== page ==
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New River needs new solutions

By Brianna Liestman

All Aboard Florida (AAF), a private company, plans to build a passenger rail system to move people from Miami to Orlando theme parks.

The plan would add 32 daily trips, 16 north and 16 south, to tracks that currently carry freight across the New, St. Lucie and Loxahatchee rivers, utilizing existing CSX and Florida East Coast (FEC) tracks.

As a result, additional openings and closings will occur along those rivers and directly impact boaters. The New River will see some of the greatest impact, as it is a highly commercial river for the boating industry.

“The [New] River is the main artery of the boating industry in Broward County,” said Bob Roscioli, owner of Roscioli Yachting Center in Fort Lauderdale. “Without these boats in south Florida, we would not have the economy we have.”

One reason these plans are of such a huge concern to the boating community in south Florida is the high tides on the river.

“When the tide is relatively high in Fort Lauderdale … you could probably not even get a kayak underneath the railroad bridge,” said Jeff Erdmann, public affairs chief for the Florida Yacht Brokers Association (FYBA).

The existing rail infrastructure is of the greatest concern to the boating community because of the bridge’s open and close speed. Erdmann estimated that it takes 10 to 11 minutes for the New River Bridge to open and close.

Erdmann said that because the bridge closures will be so frequent and lengthy, it would divide Fort Lauderdale in half for the rivers and for additional traffic in the city. Most corridors travel east to west, with many marine repair and storage facilities to the west of the railroad bridge.

AAF has proposed a 30-minute access period for the trains and a 30-minute access period for boaters. Coupled with strong tidal conditions, the marine community in Florida is concerned commercial vessels will make choices to take business elsewhere.

“We’re the yachting capital of the world and business is good … but perception of a train that’s going to deny access or that has inadequate infrastructure could potentially unravel an $8.8 million industry here in Broward Country,” said Phil Purcell, executive director of the Marine Industries Association of South Florida (MIASF).

Purcell said the rail capacity needs to be determined for the FEC tracks. Tri-Rail has expressed interest in using the corridor someday, as has a lighter commuter rail. MIASF and other local marine businesses and associations sat with AAF and said boaters need a minimum of 40 minutes per hour to access the river.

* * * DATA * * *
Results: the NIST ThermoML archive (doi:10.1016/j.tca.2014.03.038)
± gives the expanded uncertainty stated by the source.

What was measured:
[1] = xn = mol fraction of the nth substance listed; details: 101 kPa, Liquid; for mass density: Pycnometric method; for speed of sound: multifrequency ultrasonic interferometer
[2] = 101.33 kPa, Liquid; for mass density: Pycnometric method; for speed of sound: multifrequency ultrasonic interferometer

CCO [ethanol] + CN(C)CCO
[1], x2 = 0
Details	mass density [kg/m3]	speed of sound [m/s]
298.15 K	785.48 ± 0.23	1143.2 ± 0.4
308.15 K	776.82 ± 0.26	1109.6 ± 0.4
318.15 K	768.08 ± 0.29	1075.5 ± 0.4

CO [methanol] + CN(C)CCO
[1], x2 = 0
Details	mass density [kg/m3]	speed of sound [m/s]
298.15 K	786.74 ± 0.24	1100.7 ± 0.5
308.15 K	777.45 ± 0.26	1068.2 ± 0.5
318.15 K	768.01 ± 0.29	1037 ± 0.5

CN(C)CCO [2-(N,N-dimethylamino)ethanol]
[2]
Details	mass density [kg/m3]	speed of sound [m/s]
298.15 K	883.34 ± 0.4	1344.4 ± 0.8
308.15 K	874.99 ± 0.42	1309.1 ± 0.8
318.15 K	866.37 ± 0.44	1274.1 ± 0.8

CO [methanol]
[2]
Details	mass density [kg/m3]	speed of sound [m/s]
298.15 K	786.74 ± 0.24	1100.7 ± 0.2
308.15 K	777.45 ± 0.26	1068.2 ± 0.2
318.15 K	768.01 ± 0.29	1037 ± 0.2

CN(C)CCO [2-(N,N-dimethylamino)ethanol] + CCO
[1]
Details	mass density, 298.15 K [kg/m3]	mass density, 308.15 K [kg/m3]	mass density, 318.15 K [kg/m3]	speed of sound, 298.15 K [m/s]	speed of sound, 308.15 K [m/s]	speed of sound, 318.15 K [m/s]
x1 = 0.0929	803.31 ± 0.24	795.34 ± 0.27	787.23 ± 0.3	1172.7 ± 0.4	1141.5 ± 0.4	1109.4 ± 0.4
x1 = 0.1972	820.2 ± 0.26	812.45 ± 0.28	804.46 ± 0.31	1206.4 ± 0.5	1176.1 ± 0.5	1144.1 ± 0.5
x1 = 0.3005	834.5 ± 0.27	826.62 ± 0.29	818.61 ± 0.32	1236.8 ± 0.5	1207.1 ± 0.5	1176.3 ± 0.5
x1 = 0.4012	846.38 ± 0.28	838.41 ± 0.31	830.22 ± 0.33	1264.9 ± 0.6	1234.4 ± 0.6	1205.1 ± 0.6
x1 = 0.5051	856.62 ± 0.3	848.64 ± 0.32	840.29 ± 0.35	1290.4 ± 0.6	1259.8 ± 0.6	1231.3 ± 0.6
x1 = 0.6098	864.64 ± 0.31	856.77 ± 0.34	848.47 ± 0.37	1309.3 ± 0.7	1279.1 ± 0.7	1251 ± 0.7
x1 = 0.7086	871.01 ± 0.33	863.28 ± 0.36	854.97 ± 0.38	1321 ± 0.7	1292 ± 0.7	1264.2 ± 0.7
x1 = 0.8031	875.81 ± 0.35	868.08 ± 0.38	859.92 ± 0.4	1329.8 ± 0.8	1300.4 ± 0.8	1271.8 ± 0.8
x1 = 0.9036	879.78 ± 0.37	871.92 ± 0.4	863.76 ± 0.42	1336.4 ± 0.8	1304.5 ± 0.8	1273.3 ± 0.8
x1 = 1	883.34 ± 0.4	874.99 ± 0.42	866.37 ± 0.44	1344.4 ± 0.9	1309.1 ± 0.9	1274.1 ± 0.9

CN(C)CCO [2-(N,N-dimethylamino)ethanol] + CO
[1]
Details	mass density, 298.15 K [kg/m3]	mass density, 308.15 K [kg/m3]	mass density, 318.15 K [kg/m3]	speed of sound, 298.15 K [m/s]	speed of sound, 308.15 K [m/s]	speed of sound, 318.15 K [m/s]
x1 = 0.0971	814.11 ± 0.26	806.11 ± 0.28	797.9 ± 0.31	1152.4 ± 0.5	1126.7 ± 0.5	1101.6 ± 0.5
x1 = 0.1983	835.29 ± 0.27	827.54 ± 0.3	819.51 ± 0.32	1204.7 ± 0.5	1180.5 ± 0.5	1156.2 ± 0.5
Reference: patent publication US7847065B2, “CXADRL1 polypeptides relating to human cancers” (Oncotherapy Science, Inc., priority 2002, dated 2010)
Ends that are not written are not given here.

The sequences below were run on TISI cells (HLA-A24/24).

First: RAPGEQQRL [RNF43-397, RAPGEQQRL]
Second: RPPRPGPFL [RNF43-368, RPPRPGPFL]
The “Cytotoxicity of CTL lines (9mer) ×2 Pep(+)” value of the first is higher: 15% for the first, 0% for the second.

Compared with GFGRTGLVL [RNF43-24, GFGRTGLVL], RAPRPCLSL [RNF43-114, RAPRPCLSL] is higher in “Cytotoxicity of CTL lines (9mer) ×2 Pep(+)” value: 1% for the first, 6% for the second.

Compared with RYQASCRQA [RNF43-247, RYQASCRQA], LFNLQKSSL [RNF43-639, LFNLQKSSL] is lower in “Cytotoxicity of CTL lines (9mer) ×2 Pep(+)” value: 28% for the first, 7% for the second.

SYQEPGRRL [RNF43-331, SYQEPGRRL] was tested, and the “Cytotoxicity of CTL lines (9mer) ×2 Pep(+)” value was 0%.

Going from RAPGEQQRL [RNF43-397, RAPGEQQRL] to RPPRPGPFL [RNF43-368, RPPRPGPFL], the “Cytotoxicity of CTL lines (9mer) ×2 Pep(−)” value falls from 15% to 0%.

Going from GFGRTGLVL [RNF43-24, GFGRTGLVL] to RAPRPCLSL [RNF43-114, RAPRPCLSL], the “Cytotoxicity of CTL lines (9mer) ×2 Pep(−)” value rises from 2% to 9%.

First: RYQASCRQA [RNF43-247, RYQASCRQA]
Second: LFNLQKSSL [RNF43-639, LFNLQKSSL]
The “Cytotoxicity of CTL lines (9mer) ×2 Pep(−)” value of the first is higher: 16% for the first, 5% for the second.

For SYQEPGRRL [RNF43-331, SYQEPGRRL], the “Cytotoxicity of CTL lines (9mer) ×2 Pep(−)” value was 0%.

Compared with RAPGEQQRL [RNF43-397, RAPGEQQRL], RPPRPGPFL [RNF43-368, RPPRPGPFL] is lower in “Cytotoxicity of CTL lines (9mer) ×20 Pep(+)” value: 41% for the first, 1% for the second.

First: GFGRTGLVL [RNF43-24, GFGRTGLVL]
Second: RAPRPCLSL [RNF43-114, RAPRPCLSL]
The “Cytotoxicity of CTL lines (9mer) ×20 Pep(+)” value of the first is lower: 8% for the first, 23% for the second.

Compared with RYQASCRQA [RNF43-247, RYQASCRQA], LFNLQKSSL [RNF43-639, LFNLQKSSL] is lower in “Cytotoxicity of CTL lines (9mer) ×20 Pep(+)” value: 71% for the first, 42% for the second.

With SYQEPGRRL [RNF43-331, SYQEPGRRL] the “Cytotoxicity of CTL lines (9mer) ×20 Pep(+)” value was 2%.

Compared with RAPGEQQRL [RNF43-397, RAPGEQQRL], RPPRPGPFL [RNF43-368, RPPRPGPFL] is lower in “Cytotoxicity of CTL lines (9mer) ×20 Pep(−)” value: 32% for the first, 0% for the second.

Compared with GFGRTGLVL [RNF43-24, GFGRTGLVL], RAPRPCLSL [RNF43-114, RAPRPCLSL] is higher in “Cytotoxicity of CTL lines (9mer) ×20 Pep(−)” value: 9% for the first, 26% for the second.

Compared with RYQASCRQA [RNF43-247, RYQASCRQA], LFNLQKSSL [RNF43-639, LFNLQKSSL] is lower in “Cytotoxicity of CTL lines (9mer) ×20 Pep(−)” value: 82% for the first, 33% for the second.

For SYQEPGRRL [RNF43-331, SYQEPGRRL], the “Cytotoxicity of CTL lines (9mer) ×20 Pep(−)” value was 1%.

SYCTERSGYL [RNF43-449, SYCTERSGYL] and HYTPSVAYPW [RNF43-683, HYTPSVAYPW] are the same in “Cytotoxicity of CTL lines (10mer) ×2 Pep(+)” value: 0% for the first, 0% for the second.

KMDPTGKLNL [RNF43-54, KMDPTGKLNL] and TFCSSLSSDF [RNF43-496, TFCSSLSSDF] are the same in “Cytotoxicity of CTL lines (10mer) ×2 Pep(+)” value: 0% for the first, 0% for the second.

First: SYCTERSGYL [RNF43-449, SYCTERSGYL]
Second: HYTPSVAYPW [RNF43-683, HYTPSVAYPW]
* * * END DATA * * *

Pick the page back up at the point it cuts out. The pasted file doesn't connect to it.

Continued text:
“The reason they can’t [agree to this] is the bridge, not because of how many trains at this point but because the bridge and its current configuration can’t operate quickly enough,” said Purcell. “While they’re attempting to make the bridge that’s currently there work quicker, the reality is they’re updating 1960s [or older] technology. … It really requires new infrastructure.”

Roscioli said that the current infrastructure was built in an era when a large boat was 75 to 80 feet, and it is now outdated in an era when a large boat is 130 to 150 feet. If AAF put in a higher bridge, it would solve most of the problems the boating community has with the project.

“If they raised that railroad and put a decent height there that you can get boats underneath,” said Roscioli, “a majority of those boats, 75 to 80 percent of the boats, should be able to get under.”

Purcell said AAF is reluctant to finance the infrastructure but thinks the company should not be considering the cost of updating the infrastructure but the cost of not investing the money to create safe, updated rail bridges that benefit everyone.

Purcell noted that AAF has started a “tremendous dialogue” regarding the transportation needs in south Florida but that the company didn’t offer the solution and is not doing anything beyond what it is legally required.

“We need to work thoughtfully with [AAF] to come up with solutions so that we’re addressing the needs of mass transportation while not affecting people’s quality of life or established economic drivers,” said Purcell. “No one’s trying to stop [the project], we’re just trying to make sure that solutions are put forward and if those solutions can’t be met, then let’s slow [the project] down until they can be met.”

One solution the U.S. Coast Guard has helped establish is the placement of a full-time tender at the New River Bridge. It will be part of a six-month test that will run until October 16, which will ensure that the bridge will be closed for no more than 60 minutes in any two-hour period.

However, Purcell notes that it is still important for the boating community in south Florida to remain part of the conversation on any solutions proposed for rail travel.

“Either you’re at the table or you’re on the menu,” said Purcell. “Our choice is to be at the table, figure out a solution, not just for the marine industry but for the community as a whole.”

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